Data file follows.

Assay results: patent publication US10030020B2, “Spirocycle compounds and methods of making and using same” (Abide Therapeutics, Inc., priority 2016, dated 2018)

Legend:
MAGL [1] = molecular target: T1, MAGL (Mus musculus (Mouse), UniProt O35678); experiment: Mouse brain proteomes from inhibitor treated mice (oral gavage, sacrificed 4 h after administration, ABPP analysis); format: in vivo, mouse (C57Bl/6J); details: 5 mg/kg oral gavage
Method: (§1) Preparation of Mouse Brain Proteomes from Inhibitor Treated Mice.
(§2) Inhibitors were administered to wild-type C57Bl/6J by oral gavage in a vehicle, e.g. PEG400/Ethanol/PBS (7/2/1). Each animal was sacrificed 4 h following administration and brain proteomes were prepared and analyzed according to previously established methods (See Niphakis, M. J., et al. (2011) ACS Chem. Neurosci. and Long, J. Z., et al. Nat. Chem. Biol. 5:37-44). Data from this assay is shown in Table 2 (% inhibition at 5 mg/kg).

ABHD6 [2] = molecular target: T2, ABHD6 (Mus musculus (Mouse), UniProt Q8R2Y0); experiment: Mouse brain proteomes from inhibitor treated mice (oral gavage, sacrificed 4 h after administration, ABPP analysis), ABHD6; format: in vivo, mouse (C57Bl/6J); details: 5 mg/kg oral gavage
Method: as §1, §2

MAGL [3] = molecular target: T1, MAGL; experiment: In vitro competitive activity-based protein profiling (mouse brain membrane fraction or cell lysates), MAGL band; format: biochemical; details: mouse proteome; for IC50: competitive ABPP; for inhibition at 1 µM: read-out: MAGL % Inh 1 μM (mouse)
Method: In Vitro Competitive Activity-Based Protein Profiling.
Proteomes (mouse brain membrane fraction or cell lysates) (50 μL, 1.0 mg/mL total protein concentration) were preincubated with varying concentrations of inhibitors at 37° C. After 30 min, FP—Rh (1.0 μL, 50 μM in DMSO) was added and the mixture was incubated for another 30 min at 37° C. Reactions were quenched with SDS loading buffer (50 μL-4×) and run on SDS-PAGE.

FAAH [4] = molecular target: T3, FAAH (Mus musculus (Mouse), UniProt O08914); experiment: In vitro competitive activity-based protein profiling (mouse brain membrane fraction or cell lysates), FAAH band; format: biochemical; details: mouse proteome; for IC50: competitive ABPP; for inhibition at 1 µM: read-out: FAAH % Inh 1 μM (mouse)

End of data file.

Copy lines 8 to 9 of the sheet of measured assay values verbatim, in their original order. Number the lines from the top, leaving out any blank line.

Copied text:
MAGL [3] = molecular target: T1, MAGL; experiment: In vitro competitive activity-based protein profiling (mouse brain membrane fraction or cell lysates), MAGL band; format: biochemical; details: mouse proteome; for IC50: competitive ABPP; for inhibition at 1 µM: read-out: MAGL % Inh 1 μM (mouse)
Method: In Vitro Competitive Activity-Based Protein Profiling.